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Selina Lum
Thu, Mar 20, 2008
The Straits Times
Jail term for hit-and-driver upped from 1 to 4 years

A 30-YEAR-OLD hit-and-run driver who killed a 79-year-old woman - while he was barred from driving - had his original one-year jail term upped to four years on Thursday by Chief Justice Chan Sek Keong.

In raising the sentence of Charles Lee Cheow Loong after an appeal by prosecutors, CJ Chan noted that this was one of the worst traffic violation cases to come to court.

Lee's original jail term, handed down in a district court last December, was 'horribly inadequate', said the CJ, noting that at the time of the accident, on Nov 16, 2006, Lee was two months into an 18-month suspension for drink driving.

But Lee defied the law and got behind the wheel again. 'This time, he killed somebody,' said the CJ.

Lee was speeding along Eu Tong Sen Street at about 6.40am when he knocked down Madam Pang Kong Hoon at the junction of Pearl's Hill Terrace.

Instead of stopping to help her, he drove off and parked the car at a basement carpark in Balestier.

But the license plate of the car was left at the scene and police went knocking on his door that afternoon.

Lee turned himself in only at about 10.30am the next day, more than 28 hours after the accident.

Last November, Lee pleaded guilty to five charges: causing Madam Pang's death by his rash driving; driving under disqualification; failing to give help; moving the BMW without permission; and driving without insurance coverage.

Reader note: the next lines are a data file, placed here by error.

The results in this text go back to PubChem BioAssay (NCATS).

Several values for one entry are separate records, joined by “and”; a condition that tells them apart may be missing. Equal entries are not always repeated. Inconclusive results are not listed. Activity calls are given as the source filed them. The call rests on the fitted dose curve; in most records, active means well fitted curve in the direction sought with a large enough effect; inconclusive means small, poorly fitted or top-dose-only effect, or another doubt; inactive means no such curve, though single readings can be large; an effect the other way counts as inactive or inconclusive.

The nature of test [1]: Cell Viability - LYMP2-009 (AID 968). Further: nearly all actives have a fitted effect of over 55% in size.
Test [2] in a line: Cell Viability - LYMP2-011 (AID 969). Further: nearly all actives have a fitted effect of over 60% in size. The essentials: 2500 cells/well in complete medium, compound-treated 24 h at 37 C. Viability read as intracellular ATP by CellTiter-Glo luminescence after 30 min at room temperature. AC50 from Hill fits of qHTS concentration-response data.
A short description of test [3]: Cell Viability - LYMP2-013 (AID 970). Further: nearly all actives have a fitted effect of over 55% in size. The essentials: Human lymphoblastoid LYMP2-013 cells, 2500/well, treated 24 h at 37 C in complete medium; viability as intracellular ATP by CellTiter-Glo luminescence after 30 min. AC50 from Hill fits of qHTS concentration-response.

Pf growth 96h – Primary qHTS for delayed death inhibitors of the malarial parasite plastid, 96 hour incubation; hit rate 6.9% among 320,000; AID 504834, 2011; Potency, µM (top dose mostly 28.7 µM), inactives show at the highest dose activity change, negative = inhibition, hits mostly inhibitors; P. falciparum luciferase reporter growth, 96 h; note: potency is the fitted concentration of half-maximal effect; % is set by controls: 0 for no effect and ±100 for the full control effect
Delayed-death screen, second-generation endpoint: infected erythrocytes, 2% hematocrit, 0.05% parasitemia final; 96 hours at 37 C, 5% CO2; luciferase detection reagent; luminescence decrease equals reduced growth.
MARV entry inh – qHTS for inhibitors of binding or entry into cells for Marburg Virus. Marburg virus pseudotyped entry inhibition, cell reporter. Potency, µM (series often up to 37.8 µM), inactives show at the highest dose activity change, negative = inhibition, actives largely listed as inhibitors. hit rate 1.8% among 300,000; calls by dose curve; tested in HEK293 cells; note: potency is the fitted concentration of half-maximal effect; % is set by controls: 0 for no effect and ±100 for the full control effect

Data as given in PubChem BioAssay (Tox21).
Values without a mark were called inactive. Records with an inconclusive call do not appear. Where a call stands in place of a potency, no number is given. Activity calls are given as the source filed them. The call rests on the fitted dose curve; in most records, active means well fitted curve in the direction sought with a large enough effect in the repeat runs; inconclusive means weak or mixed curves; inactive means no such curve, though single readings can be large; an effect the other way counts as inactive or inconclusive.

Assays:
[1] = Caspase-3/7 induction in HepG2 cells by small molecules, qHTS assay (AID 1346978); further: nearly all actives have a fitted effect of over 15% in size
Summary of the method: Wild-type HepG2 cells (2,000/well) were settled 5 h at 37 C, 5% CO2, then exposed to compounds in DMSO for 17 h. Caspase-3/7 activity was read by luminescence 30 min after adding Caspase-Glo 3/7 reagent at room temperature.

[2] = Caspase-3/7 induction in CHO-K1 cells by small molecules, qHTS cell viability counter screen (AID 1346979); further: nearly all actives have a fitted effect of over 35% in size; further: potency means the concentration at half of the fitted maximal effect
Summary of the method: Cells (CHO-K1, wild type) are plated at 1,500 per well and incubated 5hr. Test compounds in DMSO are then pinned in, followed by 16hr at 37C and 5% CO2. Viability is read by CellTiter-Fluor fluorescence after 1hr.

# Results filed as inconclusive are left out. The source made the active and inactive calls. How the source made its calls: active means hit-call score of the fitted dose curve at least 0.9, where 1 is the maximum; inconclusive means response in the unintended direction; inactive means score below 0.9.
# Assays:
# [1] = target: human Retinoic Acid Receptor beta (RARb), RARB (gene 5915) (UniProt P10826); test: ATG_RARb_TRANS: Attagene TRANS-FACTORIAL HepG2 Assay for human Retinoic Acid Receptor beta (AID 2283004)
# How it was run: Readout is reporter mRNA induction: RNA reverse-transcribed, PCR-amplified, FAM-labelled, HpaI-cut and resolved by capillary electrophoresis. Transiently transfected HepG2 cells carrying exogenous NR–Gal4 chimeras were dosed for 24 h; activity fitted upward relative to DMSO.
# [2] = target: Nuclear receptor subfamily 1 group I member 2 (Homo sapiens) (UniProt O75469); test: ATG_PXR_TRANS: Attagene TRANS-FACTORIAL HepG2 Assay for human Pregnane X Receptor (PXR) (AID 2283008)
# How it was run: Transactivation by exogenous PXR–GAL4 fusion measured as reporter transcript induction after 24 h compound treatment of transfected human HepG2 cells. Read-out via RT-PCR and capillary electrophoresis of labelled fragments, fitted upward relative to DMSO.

Two other charges of failing to stop after an accident and not making a police report were taken into consideration.

He was jailed for a year and banned from driving for 10 years. The prosecution appealed.

Solicitor-General Walter Woon pressed the court for a jail term of between three to four years.

He said that given Lee's propensity to ignore court orders and his lack of a sense of responsibility, the public can be protected only if he is locked up for a substantial period.

Lee's lawyer, Mr Alan Moh, argued that Lee had 'exceeded the speed limit but was not exceedingly fast', and said his client had turned himself in 28 hours.

He also argued that his client 'leaving the scene was inevitable' because he was fearful of being beaten up by a gathering crowd. But this did not wash with the CJ, who admonished the lawyer for 'making the case worse' with his arguments.

After the hearing, Lee's parents and relatives created a scene outside the courtroom, ranting, cursing and decrying the justice system. Police officers had to persuade them to leave.


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